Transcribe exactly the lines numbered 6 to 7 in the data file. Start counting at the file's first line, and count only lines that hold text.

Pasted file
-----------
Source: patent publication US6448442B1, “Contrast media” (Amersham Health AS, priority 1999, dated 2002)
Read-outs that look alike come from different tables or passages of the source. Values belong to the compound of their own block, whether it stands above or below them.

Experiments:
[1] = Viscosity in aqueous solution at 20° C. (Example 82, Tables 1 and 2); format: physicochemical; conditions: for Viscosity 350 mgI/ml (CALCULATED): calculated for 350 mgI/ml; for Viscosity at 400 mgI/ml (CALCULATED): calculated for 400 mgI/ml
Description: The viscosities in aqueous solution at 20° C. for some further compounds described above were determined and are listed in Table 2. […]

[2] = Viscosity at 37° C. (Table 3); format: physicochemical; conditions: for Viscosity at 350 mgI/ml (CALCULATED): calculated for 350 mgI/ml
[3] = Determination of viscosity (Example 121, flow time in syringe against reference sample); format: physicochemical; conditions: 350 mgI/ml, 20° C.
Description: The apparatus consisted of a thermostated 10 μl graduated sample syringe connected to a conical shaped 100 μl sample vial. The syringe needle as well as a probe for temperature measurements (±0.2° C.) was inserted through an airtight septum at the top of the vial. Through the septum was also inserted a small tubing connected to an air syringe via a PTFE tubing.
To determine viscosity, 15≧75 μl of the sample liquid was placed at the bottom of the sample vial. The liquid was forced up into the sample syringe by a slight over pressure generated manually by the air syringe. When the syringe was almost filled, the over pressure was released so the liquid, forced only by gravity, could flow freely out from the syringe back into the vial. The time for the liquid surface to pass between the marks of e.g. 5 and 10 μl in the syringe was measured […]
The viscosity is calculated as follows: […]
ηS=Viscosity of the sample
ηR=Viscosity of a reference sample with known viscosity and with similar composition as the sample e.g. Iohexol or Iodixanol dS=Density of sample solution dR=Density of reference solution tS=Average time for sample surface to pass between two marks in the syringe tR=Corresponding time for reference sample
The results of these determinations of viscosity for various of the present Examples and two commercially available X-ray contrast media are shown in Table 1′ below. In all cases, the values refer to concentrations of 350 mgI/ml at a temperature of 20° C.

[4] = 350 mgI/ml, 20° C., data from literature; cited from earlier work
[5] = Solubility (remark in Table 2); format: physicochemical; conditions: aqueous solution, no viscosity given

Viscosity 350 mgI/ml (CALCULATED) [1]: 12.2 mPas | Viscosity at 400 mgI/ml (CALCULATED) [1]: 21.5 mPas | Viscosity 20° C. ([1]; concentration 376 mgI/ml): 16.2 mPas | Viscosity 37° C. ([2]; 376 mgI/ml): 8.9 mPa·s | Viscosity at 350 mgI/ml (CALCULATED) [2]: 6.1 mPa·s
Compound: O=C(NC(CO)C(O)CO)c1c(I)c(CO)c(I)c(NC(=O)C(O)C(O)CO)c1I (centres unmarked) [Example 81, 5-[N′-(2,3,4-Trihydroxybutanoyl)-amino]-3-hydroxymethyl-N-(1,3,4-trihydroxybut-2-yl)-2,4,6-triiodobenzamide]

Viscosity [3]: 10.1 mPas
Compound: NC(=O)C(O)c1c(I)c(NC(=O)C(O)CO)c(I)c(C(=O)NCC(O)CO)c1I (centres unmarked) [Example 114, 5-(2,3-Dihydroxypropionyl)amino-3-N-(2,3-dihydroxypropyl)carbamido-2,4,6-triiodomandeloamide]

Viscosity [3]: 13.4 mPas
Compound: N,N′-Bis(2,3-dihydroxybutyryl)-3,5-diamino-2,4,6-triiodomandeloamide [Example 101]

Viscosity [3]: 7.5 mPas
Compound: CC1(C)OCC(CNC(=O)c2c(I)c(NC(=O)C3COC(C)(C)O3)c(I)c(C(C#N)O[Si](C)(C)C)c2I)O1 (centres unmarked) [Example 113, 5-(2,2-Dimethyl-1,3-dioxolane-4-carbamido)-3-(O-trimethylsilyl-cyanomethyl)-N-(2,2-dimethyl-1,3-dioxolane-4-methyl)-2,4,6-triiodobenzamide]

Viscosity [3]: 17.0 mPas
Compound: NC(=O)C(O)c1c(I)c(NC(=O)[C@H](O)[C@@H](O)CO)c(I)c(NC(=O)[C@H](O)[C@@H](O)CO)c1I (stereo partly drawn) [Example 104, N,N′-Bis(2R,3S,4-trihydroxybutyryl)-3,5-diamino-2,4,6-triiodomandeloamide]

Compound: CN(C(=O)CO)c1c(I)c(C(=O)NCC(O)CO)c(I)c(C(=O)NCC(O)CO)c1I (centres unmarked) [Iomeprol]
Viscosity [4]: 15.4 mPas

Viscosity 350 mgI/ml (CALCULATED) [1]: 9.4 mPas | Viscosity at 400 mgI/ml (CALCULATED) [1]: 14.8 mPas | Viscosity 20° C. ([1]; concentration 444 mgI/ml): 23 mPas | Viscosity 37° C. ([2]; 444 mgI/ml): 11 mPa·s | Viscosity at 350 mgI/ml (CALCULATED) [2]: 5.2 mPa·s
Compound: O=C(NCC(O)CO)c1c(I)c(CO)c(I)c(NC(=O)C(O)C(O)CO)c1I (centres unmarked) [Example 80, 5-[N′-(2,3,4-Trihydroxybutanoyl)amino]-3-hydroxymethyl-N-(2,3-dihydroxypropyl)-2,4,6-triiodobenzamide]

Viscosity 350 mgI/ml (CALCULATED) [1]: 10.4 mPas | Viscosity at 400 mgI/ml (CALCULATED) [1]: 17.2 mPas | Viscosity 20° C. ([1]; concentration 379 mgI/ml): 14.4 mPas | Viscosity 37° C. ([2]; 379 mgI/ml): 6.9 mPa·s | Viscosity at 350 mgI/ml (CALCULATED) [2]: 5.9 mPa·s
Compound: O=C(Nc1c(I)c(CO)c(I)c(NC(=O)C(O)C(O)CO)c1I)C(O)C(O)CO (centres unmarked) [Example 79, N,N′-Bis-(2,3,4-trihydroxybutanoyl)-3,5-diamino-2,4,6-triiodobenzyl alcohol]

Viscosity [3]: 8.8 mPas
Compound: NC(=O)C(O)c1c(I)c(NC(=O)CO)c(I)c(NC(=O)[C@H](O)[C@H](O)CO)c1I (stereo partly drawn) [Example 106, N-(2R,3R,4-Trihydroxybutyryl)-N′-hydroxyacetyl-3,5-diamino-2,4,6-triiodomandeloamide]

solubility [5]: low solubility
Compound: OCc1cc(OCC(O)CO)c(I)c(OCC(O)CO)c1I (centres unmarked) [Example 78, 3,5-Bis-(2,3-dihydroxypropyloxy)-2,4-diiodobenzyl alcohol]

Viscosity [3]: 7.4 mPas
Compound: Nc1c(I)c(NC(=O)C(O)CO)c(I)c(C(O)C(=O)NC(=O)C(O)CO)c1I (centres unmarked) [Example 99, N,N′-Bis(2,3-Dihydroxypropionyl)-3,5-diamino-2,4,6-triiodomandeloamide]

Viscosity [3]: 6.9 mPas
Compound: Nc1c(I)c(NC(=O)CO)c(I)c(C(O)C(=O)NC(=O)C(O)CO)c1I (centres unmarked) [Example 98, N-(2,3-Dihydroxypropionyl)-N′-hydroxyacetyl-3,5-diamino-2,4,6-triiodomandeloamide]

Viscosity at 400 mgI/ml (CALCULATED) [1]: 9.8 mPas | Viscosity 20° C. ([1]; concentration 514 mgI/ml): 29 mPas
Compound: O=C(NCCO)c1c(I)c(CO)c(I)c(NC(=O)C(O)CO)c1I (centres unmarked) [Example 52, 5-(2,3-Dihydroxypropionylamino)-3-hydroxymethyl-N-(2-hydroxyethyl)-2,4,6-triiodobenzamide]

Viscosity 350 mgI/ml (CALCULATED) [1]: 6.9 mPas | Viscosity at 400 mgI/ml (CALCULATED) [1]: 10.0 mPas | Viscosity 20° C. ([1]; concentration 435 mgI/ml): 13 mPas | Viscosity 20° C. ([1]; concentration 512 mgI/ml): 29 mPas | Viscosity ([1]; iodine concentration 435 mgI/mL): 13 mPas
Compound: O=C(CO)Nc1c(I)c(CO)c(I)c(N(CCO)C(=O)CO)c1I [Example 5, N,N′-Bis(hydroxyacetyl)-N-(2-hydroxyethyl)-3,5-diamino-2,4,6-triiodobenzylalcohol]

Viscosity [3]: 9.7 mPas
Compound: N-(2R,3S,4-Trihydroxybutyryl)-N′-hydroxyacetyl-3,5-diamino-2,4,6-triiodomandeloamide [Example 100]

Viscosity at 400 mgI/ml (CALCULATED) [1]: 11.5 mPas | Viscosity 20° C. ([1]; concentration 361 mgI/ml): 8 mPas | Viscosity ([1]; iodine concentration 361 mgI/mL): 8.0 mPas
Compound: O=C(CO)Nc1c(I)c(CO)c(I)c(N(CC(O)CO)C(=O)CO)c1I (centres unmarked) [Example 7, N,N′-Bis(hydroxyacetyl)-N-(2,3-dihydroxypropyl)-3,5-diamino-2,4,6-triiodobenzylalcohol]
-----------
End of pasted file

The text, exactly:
[2] = Viscosity at 37° C. (Table 3); format: physicochemical; conditions: for Viscosity at 350 mgI/ml (CALCULATED): calculated for 350 mgI/ml
[3] = Determination of viscosity (Example 121, flow time in syringe against reference sample); format: physicochemical; conditions: 350 mgI/ml, 20° C.